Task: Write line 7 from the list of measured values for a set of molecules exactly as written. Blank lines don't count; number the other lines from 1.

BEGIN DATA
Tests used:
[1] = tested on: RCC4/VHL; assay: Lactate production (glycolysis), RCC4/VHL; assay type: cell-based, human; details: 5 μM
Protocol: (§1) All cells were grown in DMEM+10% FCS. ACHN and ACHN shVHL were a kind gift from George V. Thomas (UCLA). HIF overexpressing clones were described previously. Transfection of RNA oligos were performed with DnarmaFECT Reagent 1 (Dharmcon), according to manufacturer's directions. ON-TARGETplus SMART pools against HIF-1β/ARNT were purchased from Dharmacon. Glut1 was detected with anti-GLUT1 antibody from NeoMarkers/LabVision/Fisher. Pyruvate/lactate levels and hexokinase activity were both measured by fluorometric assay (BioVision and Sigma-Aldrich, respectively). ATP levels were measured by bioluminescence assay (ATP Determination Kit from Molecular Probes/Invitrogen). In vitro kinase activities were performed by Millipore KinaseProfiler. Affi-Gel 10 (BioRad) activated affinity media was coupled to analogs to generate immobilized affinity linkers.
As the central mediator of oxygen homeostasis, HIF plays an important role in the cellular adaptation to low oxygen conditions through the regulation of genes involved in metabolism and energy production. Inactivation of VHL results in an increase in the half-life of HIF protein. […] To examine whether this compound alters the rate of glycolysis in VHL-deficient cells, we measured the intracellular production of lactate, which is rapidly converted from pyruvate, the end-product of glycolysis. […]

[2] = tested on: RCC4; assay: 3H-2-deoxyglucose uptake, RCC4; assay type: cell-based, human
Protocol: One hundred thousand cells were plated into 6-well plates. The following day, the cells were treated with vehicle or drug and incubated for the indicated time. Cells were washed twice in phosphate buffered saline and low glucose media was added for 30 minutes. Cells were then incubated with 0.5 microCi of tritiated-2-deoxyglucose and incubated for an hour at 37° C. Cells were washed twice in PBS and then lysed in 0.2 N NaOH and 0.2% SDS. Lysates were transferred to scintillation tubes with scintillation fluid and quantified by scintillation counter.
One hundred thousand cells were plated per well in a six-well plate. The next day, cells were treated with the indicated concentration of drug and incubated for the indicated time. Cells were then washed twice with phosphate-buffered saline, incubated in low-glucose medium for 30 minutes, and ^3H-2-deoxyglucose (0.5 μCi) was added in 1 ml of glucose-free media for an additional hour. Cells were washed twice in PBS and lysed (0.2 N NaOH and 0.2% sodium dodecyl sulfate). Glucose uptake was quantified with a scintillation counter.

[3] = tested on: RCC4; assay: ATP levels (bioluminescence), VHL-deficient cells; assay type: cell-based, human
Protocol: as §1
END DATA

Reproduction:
One hundred thousand cells were plated per well in a six-well plate. The next day, cells were treated with the indicated concentration of drug and incubated for the indicated time. Cells were then washed twice with phosphate-buffered saline, incubated in low-glucose medium for 30 minutes, and ^3H-2-deoxyglucose (0.5 μCi) was added in 1 ml of glucose-free media for an additional hour. Cells were washed twice in PBS and lysed (0.2 N NaOH and 0.2% sodium dodecyl sulfate). Glucose uptake was quantified with a scintillation counter.